4 The “One to One” Concert (1972) On 30 August 1972, John and Yoko performed two charity shows at Madison Square Garden for the mentally challenged at friend Geraldo Rivera’s request. Rivera was a New York reporter who had done a series of stories on overcrowding, lack of medical attention, filthy living quarters, and physical abuse suffered by children living in New York’s Willowbrook Institution. The event was called, One to One, and New York mayor John Lindsay declared the date “One to One Day.” The concert raised awareness and ultimately helped the movement achieve legislative success with the passage of the Civil Rights of Institutional Patients Act of Both performances were filmed and recorded, with the evening show broadcast on ABC Television, and the earlier matineé show compiled for release as the 1986 live album and video, Live in New York City. It would be Lennon's last full live concert. The shows also featured Stevie Wonder, Roberta Flack, Melanie Safka, and Sha-Na-Na (who are not featured on the video or album).

5 “Doesn’t the Eastern Flavor Come Rather Expensive?” “Norwegian Wood”—a 1965 John song (with a little help from Paul) from Rubber Soul—was notable because George Harrison played the Indian instrument—the sitar—on the track. It was the first time an Indian instrument was used on a Western pop song and prompted other Western musicians to broaden their musical pallet. For example, Brian Jones of the Rolling Stones played the sitar on 1966’s “Paint it Black.” George explained: “During the filming of Help! there were some Indian musicians in a restaurant scene and I kind of messed around with a sitar then. But during that year, towards the end of the year anyway, I kept hearing the name of Ravi Shankar. So I went out and bought a record and that was it. It felt very familiar to me to listen to that music. It was around that time I bought a sitar. I just bought a cheap sitar in a shop called India Craft, in London. It was lying around. I hadn't really figured out what to do with it. When we were working on Norwegian Wood it just needed something, and it was quite spontaneous, from what I remember. I just picked up my sitar, found the notes and just played it. We miked it up and put it on and it just seemed to hit the spot.” George would go on to use not only the sitar but other Indian instruments and musicians on several Beatles and solo songs. He studied with Ravi and they became lifelong friends.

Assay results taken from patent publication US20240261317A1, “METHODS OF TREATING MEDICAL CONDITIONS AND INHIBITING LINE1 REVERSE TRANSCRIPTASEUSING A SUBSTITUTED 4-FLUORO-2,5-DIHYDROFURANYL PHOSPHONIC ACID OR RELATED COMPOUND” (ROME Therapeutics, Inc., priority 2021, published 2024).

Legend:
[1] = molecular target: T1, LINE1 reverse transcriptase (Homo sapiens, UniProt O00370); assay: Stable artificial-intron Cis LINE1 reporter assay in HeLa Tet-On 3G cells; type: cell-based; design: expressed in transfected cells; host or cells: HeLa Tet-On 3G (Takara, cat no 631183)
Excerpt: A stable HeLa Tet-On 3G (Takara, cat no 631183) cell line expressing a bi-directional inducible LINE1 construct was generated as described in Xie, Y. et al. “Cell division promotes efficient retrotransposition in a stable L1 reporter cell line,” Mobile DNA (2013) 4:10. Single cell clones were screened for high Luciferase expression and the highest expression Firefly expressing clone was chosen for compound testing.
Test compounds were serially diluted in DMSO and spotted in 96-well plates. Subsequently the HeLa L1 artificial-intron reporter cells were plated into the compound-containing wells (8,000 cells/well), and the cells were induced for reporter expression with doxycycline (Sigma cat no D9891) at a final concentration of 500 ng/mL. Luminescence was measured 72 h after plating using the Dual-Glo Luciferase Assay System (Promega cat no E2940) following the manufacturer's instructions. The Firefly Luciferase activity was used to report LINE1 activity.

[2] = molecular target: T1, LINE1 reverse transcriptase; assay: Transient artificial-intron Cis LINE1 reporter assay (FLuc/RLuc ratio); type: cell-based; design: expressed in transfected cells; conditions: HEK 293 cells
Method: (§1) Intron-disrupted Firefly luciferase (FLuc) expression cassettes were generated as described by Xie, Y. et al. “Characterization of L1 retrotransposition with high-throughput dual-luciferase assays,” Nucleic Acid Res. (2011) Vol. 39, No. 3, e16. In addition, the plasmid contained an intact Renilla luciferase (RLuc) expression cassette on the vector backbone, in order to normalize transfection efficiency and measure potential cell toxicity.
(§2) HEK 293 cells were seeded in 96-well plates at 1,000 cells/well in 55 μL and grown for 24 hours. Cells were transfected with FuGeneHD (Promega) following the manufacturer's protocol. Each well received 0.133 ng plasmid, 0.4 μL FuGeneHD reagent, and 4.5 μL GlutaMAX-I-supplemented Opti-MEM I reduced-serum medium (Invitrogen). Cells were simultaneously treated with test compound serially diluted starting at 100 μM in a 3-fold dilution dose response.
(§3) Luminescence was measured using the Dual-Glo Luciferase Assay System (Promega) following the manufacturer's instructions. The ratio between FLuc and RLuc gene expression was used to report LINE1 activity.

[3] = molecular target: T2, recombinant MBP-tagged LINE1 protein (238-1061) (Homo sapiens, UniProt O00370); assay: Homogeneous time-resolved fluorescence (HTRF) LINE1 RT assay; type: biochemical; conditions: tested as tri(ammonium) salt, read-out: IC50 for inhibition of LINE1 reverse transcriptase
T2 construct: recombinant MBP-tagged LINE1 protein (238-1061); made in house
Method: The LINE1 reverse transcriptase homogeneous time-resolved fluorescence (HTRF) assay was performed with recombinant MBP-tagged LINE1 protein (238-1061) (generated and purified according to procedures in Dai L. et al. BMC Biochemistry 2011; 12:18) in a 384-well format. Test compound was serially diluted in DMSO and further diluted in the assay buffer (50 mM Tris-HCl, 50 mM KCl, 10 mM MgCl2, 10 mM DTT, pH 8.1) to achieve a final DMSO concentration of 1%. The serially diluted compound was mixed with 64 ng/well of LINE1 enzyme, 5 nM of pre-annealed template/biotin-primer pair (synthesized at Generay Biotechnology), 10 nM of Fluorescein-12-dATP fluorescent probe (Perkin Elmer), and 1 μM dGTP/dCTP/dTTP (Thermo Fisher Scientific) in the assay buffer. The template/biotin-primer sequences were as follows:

6 Bangla Desh George and Ravi Shankar organized two benefit concerts on August 1, 1971 to raise awareness and funds for refugees from East Pakistan (now Bangladesh), following the 1970 Bhola cyclone and the civil war-related Bangladesh atrocities. George wrote, recorded, and released a single “Bangla Desh” to coincide with the concert. The concerts featured a number of major artists— all a surprise to the audience who purchased tickets knowing only that they would see George and Ravi.